Water 11 01166 g005
Figure 6. Double-averaged longitudinal velocity profiles and regression lines for the computation of the scale of the roughness elements k s , for Scenario 2 ( κ = 0.405 , B = 8.5 ). The bounds of the regression lines are marked with the solid line (Test 1), dash-dot line (Test 2), dashed line (Test 3), and dotted line (Test 4).
Figure 6. Double-averaged longitudinal velocity profiles and regression lines for the computation of the scale of the roughness elements k s , for Scenario 2 ( κ = 0.405 , B = 8.5 ). The bounds of the regression lines are marked with the solid line (Test 1), dash-dot line (Test 2), dashed line (Test 3), and dotted line (Test 4).
Water 11 01166 g006
Figure 7. Double-averaged longitudinal velocity profiles and regression lines for Scenario 3, where z * = ( z Δ ) / ( k s Δ ) . Vertical line specifications are as in Figure 5.The bounds of the regression lines are marked with solid line (Test 1), dash-dot line (Test 2), dashed line (Test 3), and dotted line (Test 4).
Figure 7. Double-averaged longitudinal velocity profiles and regression lines for Scenario 3, where z * = ( z Δ ) / ( k s Δ ) . Vertical line specifications are as in Figure 5.The bounds of the regression lines are marked with solid line (Test 1), dash-dot line (Test 2), dashed line (Test 3), and dotted line (Test 4).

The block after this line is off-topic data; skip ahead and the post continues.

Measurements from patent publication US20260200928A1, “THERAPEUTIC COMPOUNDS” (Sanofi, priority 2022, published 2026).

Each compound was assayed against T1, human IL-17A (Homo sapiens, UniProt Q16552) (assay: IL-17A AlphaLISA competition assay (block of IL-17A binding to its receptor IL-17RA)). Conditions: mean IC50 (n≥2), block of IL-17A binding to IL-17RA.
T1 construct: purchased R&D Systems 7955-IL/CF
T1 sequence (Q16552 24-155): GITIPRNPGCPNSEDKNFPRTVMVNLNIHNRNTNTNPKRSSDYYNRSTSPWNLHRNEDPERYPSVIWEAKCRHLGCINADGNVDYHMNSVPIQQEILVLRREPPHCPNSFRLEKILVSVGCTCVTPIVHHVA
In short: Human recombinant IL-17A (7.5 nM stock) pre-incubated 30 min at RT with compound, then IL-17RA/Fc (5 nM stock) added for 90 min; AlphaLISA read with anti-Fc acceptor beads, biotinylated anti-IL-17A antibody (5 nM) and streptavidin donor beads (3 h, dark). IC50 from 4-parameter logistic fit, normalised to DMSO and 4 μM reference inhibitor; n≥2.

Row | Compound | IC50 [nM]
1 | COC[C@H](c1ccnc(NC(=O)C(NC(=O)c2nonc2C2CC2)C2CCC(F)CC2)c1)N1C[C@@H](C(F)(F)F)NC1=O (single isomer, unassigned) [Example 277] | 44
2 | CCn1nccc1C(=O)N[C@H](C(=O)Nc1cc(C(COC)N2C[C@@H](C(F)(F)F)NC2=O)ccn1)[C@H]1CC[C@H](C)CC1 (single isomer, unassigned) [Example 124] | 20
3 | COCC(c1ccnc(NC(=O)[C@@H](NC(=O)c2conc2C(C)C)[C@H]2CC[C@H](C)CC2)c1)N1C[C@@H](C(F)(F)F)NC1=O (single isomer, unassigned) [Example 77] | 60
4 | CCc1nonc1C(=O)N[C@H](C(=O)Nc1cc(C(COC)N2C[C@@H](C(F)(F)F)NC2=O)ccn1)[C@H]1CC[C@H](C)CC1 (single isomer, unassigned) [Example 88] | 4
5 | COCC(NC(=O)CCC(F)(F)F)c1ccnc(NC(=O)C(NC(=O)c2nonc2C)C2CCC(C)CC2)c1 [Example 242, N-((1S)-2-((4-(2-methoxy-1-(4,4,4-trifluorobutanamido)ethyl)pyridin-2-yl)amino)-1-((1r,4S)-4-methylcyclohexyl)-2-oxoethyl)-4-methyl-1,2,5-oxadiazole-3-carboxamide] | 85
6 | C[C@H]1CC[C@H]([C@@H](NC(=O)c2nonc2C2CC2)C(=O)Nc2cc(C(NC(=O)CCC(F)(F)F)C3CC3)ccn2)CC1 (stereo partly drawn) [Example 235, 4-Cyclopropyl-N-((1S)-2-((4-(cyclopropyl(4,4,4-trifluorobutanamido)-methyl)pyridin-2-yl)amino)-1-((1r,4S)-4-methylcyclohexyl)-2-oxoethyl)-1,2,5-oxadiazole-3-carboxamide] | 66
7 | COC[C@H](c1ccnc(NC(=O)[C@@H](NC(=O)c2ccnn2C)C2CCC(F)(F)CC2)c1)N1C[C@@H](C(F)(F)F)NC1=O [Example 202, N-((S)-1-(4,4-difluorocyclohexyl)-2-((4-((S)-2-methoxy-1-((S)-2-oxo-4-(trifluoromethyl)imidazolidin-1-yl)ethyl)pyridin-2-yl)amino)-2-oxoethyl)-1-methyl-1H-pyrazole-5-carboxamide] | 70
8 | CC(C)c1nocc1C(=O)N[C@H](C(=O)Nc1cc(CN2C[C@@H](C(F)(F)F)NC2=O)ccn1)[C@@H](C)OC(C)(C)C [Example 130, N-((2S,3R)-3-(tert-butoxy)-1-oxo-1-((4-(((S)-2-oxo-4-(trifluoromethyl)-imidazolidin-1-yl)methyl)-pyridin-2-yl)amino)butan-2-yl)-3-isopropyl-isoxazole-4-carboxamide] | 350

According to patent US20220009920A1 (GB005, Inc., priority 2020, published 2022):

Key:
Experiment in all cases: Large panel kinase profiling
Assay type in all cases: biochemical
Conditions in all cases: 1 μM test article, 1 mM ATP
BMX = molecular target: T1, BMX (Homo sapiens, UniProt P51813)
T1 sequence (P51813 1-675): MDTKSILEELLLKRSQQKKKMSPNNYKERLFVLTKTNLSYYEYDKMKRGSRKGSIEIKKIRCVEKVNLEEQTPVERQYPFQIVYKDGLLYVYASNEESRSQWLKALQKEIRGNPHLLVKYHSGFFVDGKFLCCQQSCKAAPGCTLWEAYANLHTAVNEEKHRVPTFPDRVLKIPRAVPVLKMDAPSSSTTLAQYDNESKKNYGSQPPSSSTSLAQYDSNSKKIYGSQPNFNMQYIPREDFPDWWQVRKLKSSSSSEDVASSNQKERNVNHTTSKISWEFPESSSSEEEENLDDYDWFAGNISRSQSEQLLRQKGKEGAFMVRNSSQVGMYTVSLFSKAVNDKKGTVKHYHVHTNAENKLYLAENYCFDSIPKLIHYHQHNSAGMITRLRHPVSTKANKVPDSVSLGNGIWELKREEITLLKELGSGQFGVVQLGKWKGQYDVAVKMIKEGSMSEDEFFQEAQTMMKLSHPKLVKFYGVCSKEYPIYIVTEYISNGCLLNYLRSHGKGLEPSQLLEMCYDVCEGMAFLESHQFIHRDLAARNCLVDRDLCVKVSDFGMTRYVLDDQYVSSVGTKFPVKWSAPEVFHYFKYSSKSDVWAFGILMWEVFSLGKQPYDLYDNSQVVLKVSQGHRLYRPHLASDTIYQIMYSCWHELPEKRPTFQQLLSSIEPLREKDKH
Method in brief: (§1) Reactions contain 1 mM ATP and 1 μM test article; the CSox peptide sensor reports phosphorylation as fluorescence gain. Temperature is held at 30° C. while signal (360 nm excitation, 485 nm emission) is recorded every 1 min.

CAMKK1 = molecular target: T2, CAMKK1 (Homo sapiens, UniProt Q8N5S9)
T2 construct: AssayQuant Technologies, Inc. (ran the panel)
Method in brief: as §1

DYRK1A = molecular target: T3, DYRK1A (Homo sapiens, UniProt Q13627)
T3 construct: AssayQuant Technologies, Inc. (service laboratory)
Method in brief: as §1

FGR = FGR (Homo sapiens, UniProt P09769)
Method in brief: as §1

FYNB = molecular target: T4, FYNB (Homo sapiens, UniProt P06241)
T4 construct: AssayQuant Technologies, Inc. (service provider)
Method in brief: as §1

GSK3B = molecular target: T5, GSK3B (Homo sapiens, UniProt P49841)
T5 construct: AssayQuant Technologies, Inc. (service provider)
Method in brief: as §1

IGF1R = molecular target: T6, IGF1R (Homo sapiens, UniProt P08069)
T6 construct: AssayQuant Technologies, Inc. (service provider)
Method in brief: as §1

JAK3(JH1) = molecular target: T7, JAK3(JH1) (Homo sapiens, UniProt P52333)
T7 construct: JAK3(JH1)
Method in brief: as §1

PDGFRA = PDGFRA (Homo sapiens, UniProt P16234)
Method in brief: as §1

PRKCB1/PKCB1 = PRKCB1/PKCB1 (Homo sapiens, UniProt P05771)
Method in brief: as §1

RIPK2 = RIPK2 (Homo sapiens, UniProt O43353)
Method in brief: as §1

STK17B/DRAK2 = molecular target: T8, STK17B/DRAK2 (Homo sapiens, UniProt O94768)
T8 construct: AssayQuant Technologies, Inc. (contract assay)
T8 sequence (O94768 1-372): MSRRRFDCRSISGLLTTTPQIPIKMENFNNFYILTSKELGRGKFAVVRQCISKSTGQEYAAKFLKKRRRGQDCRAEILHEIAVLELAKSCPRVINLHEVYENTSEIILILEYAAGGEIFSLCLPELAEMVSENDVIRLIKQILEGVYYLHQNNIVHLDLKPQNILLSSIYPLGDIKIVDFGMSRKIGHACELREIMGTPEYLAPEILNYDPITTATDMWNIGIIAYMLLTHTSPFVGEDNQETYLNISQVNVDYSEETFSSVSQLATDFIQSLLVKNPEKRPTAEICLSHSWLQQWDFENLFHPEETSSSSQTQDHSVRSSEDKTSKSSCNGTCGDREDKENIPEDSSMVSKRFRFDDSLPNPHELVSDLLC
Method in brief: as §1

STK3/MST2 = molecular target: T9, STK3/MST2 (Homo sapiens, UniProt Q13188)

Water 11 01166 g007
Figure 8. Double-averaged longitudinal velocity profiles and regression lines for the computation of the scale of the roughness elements k s , for Scenario 4 ( κ < 0.405 , B = 8.5 ). The bounds of the regression lines are marked with solid line (Test 1), dash-dot line (Test 2), dashed line (Test 3), and dotted line (Test 4).
Figure 8. Double-averaged longitudinal velocity profiles and regression lines for the computation of the scale of the roughness elements k s , for Scenario 4 ( κ < 0.405 , B = 8.5 ). The bounds of the regression lines are marked with solid line (Test 1), dash-dot line (Test 2), dashed line (Test 3), and dotted line (Test 4).
Water 11 01166 g008
Figure 9. Variation of the roughness height normalized by the sediment diameter d, as a function of the non-dimensional bedload discharge, for scenario 3. Glass particles data are represented by red open diamonds. Data treated by Ferreira et al. [2] of type E are represented by black filled diamonds, type D by black open diamonds and type T by open circles.
Figure 9. Variation of the roughness height normalized by the sediment diameter d, as a function of the non-dimensional bedload discharge, for scenario 3. Glass particles data are represented by red open diamonds. Data treated by Ferreira et al. [2] of type E are represented by black filled diamonds, type D by black open diamonds and type T by open circles.
Water 11 01166 g009
Table 1. Characterization of the mean flow.
Table 1. Characterization of the mean flow.
TestQ (m 3 /s)H (m) i b (-)U (m/s) u * ( 1 ) (m/s) τ b ( 1 ) (Pa) u * ( 2 ) (m/s) τ b ( 2 ) (Pa)